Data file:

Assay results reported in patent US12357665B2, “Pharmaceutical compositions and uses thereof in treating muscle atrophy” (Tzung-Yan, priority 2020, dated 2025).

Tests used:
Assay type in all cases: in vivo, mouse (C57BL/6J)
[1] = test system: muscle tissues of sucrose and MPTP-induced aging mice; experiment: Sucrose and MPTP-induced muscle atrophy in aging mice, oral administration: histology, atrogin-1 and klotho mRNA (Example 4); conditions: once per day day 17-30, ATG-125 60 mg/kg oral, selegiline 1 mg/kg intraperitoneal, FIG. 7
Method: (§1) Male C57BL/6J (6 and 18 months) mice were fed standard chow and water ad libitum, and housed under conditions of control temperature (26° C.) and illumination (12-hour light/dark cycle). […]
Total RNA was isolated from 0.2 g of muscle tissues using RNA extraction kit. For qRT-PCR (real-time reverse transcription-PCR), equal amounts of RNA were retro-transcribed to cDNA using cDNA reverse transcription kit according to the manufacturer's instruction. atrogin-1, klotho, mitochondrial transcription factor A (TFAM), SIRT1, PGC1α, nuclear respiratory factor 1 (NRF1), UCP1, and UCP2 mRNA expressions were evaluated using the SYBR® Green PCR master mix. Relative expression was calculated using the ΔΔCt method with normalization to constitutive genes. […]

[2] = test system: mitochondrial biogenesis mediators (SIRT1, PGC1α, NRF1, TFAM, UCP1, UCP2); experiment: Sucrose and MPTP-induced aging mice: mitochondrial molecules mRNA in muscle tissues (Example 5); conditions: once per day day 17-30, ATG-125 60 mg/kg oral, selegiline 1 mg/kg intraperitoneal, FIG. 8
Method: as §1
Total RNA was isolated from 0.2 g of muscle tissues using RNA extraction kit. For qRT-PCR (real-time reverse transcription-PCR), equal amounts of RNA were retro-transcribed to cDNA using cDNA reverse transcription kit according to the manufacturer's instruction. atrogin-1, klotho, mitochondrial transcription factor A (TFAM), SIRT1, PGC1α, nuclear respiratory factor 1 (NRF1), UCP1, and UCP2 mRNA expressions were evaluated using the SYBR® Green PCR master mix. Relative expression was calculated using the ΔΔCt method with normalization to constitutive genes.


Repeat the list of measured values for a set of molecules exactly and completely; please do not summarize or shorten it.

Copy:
Assay results reported in patent US12357665B2, “Pharmaceutical compositions and uses thereof in treating muscle atrophy” (Tzung-Yan, priority 2020, dated 2025).

Tests used:
Assay type in all cases: in vivo, mouse (C57BL/6J)
[1] = test system: muscle tissues of sucrose and MPTP-induced aging mice; experiment: Sucrose and MPTP-induced muscle atrophy in aging mice, oral administration: histology, atrogin-1 and klotho mRNA (Example 4); conditions: once per day day 17-30, ATG-125 60 mg/kg oral, selegiline 1 mg/kg intraperitoneal, FIG. 7
Method: (§1) Male C57BL/6J (6 and 18 months) mice were fed standard chow and water ad libitum, and housed under conditions of control temperature (26° C.) and illumination (12-hour light/dark cycle). […]
Total RNA was isolated from 0.2 g of muscle tissues using RNA extraction kit. For qRT-PCR (real-time reverse transcription-PCR), equal amounts of RNA were retro-transcribed to cDNA using cDNA reverse transcription kit according to the manufacturer's instruction. atrogin-1, klotho, mitochondrial transcription factor A (TFAM), SIRT1, PGC1α, nuclear respiratory factor 1 (NRF1), UCP1, and UCP2 mRNA expressions were evaluated using the SYBR® Green PCR master mix. Relative expression was calculated using the ΔΔCt method with normalization to constitutive genes. […]

[2] = test system: mitochondrial biogenesis mediators (SIRT1, PGC1α, NRF1, TFAM, UCP1, UCP2); experiment: Sucrose and MPTP-induced aging mice: mitochondrial molecules mRNA in muscle tissues (Example 5); conditions: once per day day 17-30, ATG-125 60 mg/kg oral, selegiline 1 mg/kg intraperitoneal, FIG. 8
Method: as §1
Total RNA was isolated from 0.2 g of muscle tissues using RNA extraction kit. For qRT-PCR (real-time reverse transcription-PCR), equal amounts of RNA were retro-transcribed to cDNA using cDNA reverse transcription kit according to the manufacturer's instruction. atrogin-1, klotho, mitochondrial transcription factor A (TFAM), SIRT1, PGC1α, nuclear respiratory factor 1 (NRF1), UCP1, and UCP2 mRNA expressions were evaluated using the SYBR® Green PCR master mix. Relative expression was calculated using the ΔΔCt method with normalization to constitutive genes.